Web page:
On the night of March 3rd, Sarah Everard, a marketing executive was walking home from a friend’s house at 9 p.m. in South London. While walking on the pavements in the cold evening, she called her boyfriend for about 15 minutes discussing to meet with him the day after. After not hearing from Everard the next day, her boyfriend called the police, concerned. On March 10th, a body was found in Southeast England. Two days later, it was confirmed to be Everard’s body.
The suspect, Metropolitan police officer Wayne Couzens, was charged with the kidnapping and murder of Everard. According to the police, Couzens was not on duty during the time of Everard’s disappearance. He also was arrested on separate charges of indecent exposure at a fast-food restaurant three days before Everard went missing, according to the Guardian. Couzens was arrested at his home last Tuesday on the suspicion of kidnapping Everard.
A candlelight vigil was held the day after her body was found throughout the U.K. People mourned Everard’s death at Clapham Common, where she was last seen. According to NPR, feminist organizers planned a “Reclaim the Streets” vigil at the location, despite COVID-19 lockdown restrictions limiting public outdoor gatherings. Ultimately, the organizers canceled the event, but people still came by to lay flowers and pay their respects.
Soon after, some people began making speeches, but because of the restrictions, police quickly intervened, forcibly breaking up the crowds. Women were pushed, handcuffed and pinned to the ground by authorities. This sparked a national outcry of violence against women and criticism of the police.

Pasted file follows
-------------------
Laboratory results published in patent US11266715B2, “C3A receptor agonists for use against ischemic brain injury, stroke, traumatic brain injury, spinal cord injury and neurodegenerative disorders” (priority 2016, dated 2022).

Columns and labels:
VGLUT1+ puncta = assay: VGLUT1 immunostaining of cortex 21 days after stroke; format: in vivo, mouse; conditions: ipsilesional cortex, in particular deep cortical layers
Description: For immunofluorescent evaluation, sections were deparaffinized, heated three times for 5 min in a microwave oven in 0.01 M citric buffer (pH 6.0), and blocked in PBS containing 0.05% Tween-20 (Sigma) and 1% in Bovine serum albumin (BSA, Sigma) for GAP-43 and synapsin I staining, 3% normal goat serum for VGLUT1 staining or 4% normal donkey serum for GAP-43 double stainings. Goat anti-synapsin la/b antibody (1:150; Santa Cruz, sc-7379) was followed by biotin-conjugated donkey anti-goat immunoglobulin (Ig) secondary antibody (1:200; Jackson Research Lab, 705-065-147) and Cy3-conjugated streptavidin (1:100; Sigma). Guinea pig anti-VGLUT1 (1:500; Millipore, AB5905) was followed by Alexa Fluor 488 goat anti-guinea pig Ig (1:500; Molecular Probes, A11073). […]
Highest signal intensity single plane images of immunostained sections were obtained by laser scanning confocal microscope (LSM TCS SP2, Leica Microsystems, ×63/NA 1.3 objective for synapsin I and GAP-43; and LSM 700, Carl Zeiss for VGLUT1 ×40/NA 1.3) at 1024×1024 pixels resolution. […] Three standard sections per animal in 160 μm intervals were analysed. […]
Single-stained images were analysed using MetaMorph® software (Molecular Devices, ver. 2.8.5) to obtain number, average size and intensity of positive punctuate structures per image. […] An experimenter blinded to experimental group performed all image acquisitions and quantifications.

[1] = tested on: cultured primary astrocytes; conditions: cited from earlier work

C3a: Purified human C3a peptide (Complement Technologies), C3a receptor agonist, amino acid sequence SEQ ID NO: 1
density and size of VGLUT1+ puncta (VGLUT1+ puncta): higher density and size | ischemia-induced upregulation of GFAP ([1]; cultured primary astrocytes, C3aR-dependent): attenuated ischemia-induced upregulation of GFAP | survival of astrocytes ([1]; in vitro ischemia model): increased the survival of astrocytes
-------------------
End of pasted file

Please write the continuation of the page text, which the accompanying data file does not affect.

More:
The British Parliament is proposing to sign a bill that will impose more safety laws for women. U.K. Prime Minister Boris Johnson responded that he was “deeply concerned” by the footage of the police force handling the crowds. He tweeted, “I will do everything I can to make sure the streets are safe and ensure women and girls do not face harassment or abuse.” London mayor, Sadiq Khan, said to LBC, “If you’re a woman or a girl, your experiences of our city, in any public space, whether it’s in the workplace on the streets, on public transport is very different to if you are a man or a boy, and it’s really important that people like me in positions of power and influence understand that and take steps to address that.”
What You Should Know About Gender-Based Violence and Feminist Movements
This ongoing case has not only caused rallying nationally but also internationally of gender-based violence. Different social media users have been reposting the photos and hashtags, “#TextMeWhenYouGetHome,” “#ReclaimtheStreets” and “#SarahEverard.” These messages are said too often to women after meeting a friend or significant other, especially at night. This is often the societal norm of common courtesy to let the other know we are safe from predators.